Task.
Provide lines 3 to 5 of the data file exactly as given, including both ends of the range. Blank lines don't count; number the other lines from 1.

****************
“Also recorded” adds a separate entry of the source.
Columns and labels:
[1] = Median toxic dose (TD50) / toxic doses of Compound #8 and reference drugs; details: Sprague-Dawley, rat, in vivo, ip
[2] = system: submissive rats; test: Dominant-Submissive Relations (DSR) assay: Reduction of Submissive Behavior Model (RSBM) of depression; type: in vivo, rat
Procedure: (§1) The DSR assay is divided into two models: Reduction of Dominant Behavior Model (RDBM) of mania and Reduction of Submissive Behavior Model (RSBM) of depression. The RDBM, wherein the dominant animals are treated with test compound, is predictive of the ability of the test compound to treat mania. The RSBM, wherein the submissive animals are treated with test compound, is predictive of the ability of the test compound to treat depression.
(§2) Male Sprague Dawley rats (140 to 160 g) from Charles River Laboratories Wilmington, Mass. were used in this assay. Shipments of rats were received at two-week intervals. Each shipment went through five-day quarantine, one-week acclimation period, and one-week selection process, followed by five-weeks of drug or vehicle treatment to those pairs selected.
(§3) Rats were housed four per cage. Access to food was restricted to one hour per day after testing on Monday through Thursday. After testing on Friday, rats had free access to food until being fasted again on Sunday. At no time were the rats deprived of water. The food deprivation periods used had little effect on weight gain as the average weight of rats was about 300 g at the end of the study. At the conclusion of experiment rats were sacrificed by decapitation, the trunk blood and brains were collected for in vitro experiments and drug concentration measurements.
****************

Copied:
[1] = Median toxic dose (TD50) / toxic doses of Compound #8 and reference drugs; details: Sprague-Dawley, rat, in vivo, ip
[2] = system: submissive rats; test: Dominant-Submissive Relations (DSR) assay: Reduction of Submissive Behavior Model (RSBM) of depression; type: in vivo, rat
Procedure: (§1) The DSR assay is divided into two models: Reduction of Dominant Behavior Model (RDBM) of mania and Reduction of Submissive Behavior Model (RSBM) of depression. The RDBM, wherein the dominant animals are treated with test compound, is predictive of the ability of the test compound to treat mania. The RSBM, wherein the submissive animals are treated with test compound, is predictive of the ability of the test compound to treat depression.